The strategy has its supporters of course. When the adopted Wearsider, Carlos Cueller, speaks out on the issue he rightly philosophises that "If you're defending well, you've at least got a point." And it is not only with words that he makes his point, as the centre-back and his pals can proudly boast of five cleans sheet since the season's kick off and, to crown this, a batch of half-a-dozen draws. When it comes to resisting opponent's strikers, the Black Cats of the North are bettered only - as are instinct will probably tell us - by the North Londoners of Arsenal.
But this is hardly fodder to presume that a single Gunners fan would be happy should his team return to drumming out the tight, frugal victories of the early nineties. For it was exactly these results that gave rise to sardonic cheers of 'One-nil to the Arsenal' - a chorus charged with such bittersweet aching that even the melancholy of Keats pales in comparison.*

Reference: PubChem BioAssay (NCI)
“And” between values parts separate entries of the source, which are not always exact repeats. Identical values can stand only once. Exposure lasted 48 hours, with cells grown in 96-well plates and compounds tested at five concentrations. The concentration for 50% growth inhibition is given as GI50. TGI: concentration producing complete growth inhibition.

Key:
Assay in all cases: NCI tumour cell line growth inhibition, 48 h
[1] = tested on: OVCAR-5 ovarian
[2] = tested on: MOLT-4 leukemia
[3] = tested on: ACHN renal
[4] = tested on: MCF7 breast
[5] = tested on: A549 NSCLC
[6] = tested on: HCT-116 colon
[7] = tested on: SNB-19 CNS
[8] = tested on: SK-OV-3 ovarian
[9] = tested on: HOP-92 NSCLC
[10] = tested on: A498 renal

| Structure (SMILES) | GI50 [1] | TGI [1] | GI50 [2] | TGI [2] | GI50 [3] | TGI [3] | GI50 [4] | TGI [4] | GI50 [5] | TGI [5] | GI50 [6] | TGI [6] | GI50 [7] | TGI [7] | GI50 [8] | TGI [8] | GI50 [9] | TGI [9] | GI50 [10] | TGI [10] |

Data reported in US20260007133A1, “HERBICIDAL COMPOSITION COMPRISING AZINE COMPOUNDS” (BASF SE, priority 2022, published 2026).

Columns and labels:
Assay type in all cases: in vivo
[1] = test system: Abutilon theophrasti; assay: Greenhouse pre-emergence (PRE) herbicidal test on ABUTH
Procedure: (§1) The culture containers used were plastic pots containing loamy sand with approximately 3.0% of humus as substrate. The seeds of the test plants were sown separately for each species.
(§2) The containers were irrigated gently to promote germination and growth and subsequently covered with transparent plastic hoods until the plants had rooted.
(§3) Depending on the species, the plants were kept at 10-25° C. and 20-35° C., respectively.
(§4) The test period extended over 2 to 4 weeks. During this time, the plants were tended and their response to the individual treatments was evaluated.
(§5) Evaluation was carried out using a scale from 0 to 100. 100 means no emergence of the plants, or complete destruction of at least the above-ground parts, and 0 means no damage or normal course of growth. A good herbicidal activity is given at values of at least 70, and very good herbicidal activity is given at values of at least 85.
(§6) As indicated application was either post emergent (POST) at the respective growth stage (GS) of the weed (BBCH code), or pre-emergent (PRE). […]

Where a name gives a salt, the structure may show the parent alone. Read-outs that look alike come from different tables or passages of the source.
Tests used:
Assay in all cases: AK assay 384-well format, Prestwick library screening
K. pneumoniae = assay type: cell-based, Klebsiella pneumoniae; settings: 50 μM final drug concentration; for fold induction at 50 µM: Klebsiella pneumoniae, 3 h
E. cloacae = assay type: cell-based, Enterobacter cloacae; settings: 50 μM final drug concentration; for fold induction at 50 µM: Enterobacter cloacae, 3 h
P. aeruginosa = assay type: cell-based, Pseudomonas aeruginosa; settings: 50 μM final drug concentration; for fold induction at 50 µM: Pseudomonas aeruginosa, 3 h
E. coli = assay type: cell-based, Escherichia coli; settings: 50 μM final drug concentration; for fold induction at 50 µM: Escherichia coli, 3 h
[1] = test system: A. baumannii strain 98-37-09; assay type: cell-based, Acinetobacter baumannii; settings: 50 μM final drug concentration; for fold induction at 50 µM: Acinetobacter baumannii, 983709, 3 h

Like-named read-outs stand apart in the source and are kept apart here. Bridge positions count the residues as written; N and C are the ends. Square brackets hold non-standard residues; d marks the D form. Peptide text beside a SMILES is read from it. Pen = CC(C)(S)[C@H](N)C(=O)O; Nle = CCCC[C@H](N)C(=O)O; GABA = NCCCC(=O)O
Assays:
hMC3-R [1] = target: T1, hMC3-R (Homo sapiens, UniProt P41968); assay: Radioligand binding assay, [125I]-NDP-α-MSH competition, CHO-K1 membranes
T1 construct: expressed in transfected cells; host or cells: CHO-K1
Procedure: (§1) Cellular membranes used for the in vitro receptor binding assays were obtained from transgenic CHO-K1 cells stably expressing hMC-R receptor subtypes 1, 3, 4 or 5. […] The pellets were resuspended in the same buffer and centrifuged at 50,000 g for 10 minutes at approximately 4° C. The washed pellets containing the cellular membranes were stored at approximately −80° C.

This is the pitiful state of British football. In a sport supposedly for our entertainment it is perverse that we are instead subjected to a medium of emotionless, enduring obstinacy. If such 'entertainment' were to park itself upon any other stage it would surely be greeted by a walkout.
What would we make of Richard III if, for want of a less formidable narrative, Mr Shakespeare had cut back the play's first four acts? And, rather than a stream of marauding bloody conquests, he cleared the way for the Earl of Richmond to hastily trample the hunchback king on a tidy march to victory. Why does Defoe even mention Crusoe's island when surely it would better serve our needs if the castaway, with the wealth of his reclaimed estate, were delivered directly to England in the novel's first chapter? Better, eh, to keep our nerves intact? The results, of course, would but dull and, more so, absurd. Yet, it is this kind of bee-line pursuit that we are told is the mark of a successful game.